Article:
Business process management (BPM) is being dramatically over-hyped and will, in many cases, fail to meet the return on investment (ROI) estimates which "ambitious" vendors are promising.
According to analyst Butler Group, BPM technology will suffer the same ignominious fate as enterprise resource planning (ERP) systems because of the gaping void between promised and actual ROI.
"Whatever the size and scale of the BPM implementation, companies are advised not to believe vendor hype and be prepared for little or no ROI," the analyst warned.
"The main area of benefit is BPM's ability to increase the efficiency of a core business process. However, in reality most processes have already been made efficient over time."
But while the latest report on BPM by the analyst firm warns that expectations are being raised to dangerous levels, it also advises that the technology can represent a sound investment if it is implemented strategically.
Butler Group advises that BPM will play a critical role in enabling companies to meet compliance requirements, for example.
But the study adds the caveat that only in the rare cases of a "vanilla implementation" should companies install an enterprise-wide BPM system. Instead, firms should view BPM in relation to the impact on other processes.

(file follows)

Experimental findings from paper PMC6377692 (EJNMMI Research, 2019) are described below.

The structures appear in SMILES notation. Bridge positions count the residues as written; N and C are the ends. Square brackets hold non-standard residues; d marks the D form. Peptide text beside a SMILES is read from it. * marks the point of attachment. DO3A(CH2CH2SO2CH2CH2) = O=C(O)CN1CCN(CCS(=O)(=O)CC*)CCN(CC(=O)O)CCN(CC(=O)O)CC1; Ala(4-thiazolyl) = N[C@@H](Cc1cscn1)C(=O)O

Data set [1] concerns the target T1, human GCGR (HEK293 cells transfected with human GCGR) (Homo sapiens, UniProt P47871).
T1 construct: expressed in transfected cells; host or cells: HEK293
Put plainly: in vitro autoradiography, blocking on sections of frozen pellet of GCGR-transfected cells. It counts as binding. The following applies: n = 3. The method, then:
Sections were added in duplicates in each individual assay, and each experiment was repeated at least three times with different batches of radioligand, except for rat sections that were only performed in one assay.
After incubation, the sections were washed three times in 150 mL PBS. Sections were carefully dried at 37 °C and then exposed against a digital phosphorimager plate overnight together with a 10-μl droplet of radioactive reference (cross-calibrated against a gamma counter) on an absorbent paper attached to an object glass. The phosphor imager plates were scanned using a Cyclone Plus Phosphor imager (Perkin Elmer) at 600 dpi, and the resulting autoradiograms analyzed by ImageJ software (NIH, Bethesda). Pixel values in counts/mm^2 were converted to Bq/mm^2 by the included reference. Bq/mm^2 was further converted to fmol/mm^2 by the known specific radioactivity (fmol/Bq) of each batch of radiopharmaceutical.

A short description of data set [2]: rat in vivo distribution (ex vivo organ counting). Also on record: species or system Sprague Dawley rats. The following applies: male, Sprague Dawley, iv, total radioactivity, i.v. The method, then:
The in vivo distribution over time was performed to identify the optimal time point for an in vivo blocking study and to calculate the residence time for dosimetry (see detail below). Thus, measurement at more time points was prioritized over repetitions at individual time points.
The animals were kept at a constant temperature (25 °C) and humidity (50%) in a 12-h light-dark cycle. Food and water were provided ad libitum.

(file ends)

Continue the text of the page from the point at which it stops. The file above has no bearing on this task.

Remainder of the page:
It should be seen as a means of achieving process efficiencies in controlled, tactical environments where those processes have not been impacted by other systems, such as ERP.
While BPM can help deal with regulatory issues, such as Sarbanes-Oxley, the study advises firms that such systems will only help with those regulations that will require ongoing auditing and could change over time.
The most astute companies will take the opportunity to recoup some costs of a compliance-driven BPM implementation by improving other processes at the same time, according to Butler Group.
The market leaders in the BPM market are IBM WebSphere Integration Server, Fuego, SeeBeyond ICAN 5.0 and webMethods BPM solution, all of which Butler Group says "outperform the competition".
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